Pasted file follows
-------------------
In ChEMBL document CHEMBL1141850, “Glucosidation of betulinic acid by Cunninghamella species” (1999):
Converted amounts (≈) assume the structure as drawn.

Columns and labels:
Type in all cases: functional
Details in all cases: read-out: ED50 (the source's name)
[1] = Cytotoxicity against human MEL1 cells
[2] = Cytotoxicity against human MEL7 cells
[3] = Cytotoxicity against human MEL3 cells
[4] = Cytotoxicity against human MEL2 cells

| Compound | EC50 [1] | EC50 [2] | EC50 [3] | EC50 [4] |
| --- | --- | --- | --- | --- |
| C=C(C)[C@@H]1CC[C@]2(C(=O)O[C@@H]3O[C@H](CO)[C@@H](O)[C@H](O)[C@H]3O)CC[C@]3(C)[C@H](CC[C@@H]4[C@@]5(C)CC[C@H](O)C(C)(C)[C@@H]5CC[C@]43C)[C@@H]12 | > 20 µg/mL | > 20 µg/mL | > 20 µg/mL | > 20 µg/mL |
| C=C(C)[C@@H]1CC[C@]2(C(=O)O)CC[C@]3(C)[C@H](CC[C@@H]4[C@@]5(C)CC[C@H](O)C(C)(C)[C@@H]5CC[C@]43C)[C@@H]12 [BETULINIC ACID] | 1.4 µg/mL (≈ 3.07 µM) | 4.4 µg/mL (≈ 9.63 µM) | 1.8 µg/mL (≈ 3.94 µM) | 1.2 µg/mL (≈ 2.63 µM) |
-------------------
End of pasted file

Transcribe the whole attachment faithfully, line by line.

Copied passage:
In ChEMBL document CHEMBL1141850, “Glucosidation of betulinic acid by Cunninghamella species” (1999):
Converted amounts (≈) assume the structure as drawn.

Columns and labels:
Type in all cases: functional
Details in all cases: read-out: ED50 (the source's name)
[1] = Cytotoxicity against human MEL1 cells
[2] = Cytotoxicity against human MEL7 cells
[3] = Cytotoxicity against human MEL3 cells
[4] = Cytotoxicity against human MEL2 cells

| Compound | EC50 [1] | EC50 [2] | EC50 [3] | EC50 [4] |
| --- | --- | --- | --- | --- |
| C=C(C)[C@@H]1CC[C@]2(C(=O)O[C@@H]3O[C@H](CO)[C@@H](O)[C@H](O)[C@H]3O)CC[C@]3(C)[C@H](CC[C@@H]4[C@@]5(C)CC[C@H](O)C(C)(C)[C@@H]5CC[C@]43C)[C@@H]12 | > 20 µg/mL | > 20 µg/mL | > 20 µg/mL | > 20 µg/mL |
| C=C(C)[C@@H]1CC[C@]2(C(=O)O)CC[C@]3(C)[C@H](CC[C@@H]4[C@@]5(C)CC[C@H](O)C(C)(C)[C@@H]5CC[C@]43C)[C@@H]12 [BETULINIC ACID] | 1.4 µg/mL (≈ 3.07 µM) | 4.4 µg/mL (≈ 9.63 µM) | 1.8 µg/mL (≈ 3.94 µM) | 1.2 µg/mL (≈ 2.63 µM) |